Urethral Strictures in Males Guidelines

Updated: Dec 30, 2018
  • Author: Joshua A Broghammer, MD; Chief Editor: Bradley Fields Schwartz, DO, FACS  more...
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Guidelines Summary

In 2016, the American Urology Association (AUA) released guidelines for the diagnosis and treatment of male urethral strictures. Key recommendations for diagnosis include [33] :

  • Urethral stricture should be considered in the differential diagnosis of patients who present with decreased urinary stream, incomplete emptying, dysuria, urinary tract infection (UTI), and after rising post void residual. 
  • Clinicians should use urethro-cystoscopy, retrograde urethrography, voiding cystourethrography, or ultrasound urethrography to make a diagnosis of urethral stricture. 
  • Perform biopsy for suspected lichen sclerosus (LS), or if urethral cancer is suspected. 


Recommendations for treatment with dilation, internal urethrotomy, and urethroplasty include [33] :

  • Offer urethral dilation, direct visual internal urethrotomy (DVIU), or urethroplasty for the initial treatment of a short (< 2 cm) bulbar urethral stricture. 
  • Either dilation or DVIU may be performed when endoscopic treatment is utilized.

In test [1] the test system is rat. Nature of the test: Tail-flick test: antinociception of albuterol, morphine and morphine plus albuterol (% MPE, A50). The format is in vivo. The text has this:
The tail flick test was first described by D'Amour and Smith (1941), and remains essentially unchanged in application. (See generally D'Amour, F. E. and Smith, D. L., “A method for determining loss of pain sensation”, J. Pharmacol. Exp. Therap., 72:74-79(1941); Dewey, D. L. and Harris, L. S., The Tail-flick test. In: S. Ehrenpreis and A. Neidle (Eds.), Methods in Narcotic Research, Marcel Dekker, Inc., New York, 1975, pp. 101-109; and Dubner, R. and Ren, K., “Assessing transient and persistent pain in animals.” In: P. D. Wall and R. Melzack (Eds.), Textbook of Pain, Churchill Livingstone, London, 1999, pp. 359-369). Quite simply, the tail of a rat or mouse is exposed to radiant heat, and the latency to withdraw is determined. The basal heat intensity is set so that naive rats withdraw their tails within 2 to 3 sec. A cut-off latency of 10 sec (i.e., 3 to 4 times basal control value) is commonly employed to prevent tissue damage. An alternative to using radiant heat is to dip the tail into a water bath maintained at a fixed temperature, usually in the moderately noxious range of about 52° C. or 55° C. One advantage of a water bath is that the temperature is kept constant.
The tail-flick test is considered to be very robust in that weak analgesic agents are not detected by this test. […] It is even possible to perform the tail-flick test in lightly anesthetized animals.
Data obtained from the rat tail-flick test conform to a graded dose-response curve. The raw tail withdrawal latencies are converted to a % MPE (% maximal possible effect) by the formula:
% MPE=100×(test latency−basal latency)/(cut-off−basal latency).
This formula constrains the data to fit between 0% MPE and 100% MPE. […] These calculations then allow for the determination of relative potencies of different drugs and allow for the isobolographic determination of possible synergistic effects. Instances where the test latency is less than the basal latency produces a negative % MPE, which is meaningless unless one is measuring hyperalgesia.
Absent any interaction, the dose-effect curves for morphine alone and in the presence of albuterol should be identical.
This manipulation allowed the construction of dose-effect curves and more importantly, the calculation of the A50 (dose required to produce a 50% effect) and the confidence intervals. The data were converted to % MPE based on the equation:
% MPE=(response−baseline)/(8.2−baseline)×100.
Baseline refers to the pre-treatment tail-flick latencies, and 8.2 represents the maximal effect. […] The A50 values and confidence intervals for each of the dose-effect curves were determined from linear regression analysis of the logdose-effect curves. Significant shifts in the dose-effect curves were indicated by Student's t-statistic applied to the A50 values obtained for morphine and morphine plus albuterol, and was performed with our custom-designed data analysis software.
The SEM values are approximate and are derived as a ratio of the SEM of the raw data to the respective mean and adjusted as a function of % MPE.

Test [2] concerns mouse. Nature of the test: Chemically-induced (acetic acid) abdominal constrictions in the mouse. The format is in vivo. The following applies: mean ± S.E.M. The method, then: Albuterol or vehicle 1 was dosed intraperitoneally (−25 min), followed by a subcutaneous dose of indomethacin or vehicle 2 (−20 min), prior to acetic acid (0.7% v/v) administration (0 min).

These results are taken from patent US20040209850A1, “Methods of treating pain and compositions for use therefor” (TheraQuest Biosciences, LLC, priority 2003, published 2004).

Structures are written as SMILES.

• The urethral catheter can be safely removed within 72 hours following uncomplicated dilation or DVIU. 
  • Self-catheterization after DVIU to maintain urethral patency for patients who are not candidates for urethroplasty. 
  • Offer urethroplasty, instead of repeated endoscopic management, for recurrent anterior urethral strictures following failed dilation or DVIU. 
  • Monitor urethral stricture patients to identify symptomatic recurrence following dilation, DVIU or urethroplasty. 

Major recommendations for anterior urethral reconstruction are as follows [33] :

  • Initially treat meatal or fossa navicularis strictures with either dilation or meatotomy. 
  • Offer urethroplasty to patients with recurrent meatal or fossa navicularis strictures. 
  • Urethroplasty for patients with penile urethral strictures, given the expected high recurrence rates with endoscopic treatments. 
  • Initially treat patients with long (≥2 cm) bulbar urethral strictures with urethroplasty 
  • Reconstruct long multi-segment strictures with one stage or multi-stage techniques using oral mucosal grafts, penile fasciocutaneous flaps or a combination of these techniques.
  • Offer perineal urethrostomy as a long-term treatment option to patients as an alternative to urethroplasty.
  • Oral mucosa is preferred when using grafts for urethroplasty. 

For patients with pelvic fracture urethral injury, UAU guidelines recommendations include [33] :

  • Use retrograde urethrography with voiding cystourethrogram and/or retrograde + antegrade cystoscopy for preoperative planning of delayed urethroplasty after pelvic fracture urethral injury (PFUI). 
  • Perform delayed urethroplasty instead of delayed endoscopic procedures after urethral obstruction/obliteration due to PFUI. 
  • Definitive urethral reconstruction for PFUI should be planned only after major injuries stabilize and patients can be safely positioned for urethroplasty.